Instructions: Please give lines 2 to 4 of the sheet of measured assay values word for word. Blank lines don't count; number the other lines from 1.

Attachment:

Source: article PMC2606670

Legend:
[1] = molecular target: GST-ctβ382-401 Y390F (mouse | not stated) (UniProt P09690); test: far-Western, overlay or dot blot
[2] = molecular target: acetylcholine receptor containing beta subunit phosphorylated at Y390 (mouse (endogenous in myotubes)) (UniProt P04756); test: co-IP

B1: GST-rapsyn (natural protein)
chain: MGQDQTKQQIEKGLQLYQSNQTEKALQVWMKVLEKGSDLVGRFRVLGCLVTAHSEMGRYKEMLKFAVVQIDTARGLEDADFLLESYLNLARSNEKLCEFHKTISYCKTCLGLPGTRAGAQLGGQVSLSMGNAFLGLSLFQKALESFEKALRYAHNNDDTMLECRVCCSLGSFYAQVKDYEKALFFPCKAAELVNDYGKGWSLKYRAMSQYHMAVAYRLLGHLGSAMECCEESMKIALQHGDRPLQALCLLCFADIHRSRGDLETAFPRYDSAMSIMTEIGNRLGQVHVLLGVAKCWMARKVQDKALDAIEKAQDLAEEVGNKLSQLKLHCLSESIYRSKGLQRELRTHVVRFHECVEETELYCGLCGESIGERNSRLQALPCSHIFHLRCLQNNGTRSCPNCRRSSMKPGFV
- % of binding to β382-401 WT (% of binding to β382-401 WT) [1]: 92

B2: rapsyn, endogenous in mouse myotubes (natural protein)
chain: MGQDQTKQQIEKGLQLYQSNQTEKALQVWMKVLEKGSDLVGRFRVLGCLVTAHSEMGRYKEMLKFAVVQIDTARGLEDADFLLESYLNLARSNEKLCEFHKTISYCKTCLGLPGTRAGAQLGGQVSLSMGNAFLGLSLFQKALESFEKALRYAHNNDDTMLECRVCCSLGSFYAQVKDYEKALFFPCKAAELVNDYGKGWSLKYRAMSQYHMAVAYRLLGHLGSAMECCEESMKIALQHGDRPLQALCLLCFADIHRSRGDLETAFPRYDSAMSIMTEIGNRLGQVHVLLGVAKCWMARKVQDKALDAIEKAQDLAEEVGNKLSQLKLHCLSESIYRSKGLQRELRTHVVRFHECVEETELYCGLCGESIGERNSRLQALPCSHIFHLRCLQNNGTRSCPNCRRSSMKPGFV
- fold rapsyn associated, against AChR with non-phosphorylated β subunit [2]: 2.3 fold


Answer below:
Legend:
[1] = molecular target: GST-ctβ382-401 Y390F (mouse | not stated) (UniProt P09690); test: far-Western, overlay or dot blot
[2] = molecular target: acetylcholine receptor containing beta subunit phosphorylated at Y390 (mouse (endogenous in myotubes)) (UniProt P04756); test: co-IP